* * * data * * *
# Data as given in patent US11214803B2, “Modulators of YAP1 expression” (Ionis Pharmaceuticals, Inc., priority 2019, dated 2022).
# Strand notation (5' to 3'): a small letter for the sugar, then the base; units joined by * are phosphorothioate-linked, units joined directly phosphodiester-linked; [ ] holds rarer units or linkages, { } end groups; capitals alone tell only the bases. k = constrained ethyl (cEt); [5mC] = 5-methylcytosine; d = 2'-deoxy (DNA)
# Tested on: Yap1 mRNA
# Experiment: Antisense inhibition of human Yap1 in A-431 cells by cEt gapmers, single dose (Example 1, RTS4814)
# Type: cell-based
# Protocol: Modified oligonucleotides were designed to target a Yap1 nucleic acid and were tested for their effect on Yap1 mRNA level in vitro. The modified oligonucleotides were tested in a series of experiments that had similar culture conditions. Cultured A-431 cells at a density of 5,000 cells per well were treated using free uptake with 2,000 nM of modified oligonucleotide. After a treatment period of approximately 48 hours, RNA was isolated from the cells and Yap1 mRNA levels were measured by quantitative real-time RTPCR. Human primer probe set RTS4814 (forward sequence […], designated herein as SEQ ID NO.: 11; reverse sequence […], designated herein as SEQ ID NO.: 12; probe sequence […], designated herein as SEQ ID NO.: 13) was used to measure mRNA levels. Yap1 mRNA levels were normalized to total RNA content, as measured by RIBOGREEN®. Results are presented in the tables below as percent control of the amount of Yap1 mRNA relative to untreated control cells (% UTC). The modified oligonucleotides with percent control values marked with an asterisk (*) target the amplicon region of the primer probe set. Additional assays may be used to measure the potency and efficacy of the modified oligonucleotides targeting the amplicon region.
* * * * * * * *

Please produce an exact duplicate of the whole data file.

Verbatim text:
# Data as given in patent US11214803B2, “Modulators of YAP1 expression” (Ionis Pharmaceuticals, Inc., priority 2019, dated 2022).
# Strand notation (5' to 3'): a small letter for the sugar, then the base; units joined by * are phosphorothioate-linked, units joined directly phosphodiester-linked; [ ] holds rarer units or linkages, { } end groups; capitals alone tell only the bases. k = constrained ethyl (cEt); [5mC] = 5-methylcytosine; d = 2'-deoxy (DNA)
# Tested on: Yap1 mRNA
# Experiment: Antisense inhibition of human Yap1 in A-431 cells by cEt gapmers, single dose (Example 1, RTS4814)
# Type: cell-based
# Protocol: Modified oligonucleotides were designed to target a Yap1 nucleic acid and were tested for their effect on Yap1 mRNA level in vitro. The modified oligonucleotides were tested in a series of experiments that had similar culture conditions. Cultured A-431 cells at a density of 5,000 cells per well were treated using free uptake with 2,000 nM of modified oligonucleotide. After a treatment period of approximately 48 hours, RNA was isolated from the cells and Yap1 mRNA levels were measured by quantitative real-time RTPCR. Human primer probe set RTS4814 (forward sequence […], designated herein as SEQ ID NO.: 11; reverse sequence […], designated herein as SEQ ID NO.: 12; probe sequence […], designated herein as SEQ ID NO.: 13) was used to measure mRNA levels. Yap1 mRNA levels were normalized to total RNA content, as measured by RIBOGREEN®. Results are presented in the tables below as percent control of the amount of Yap1 mRNA relative to untreated control cells (% UTC). The modified oligonucleotides with percent control values marked with an asterisk (*) target the amplicon region of the primer probe set. Additional assays may be used to measure the potency and efficacy of the modified oligonucleotides targeting the amplicon region.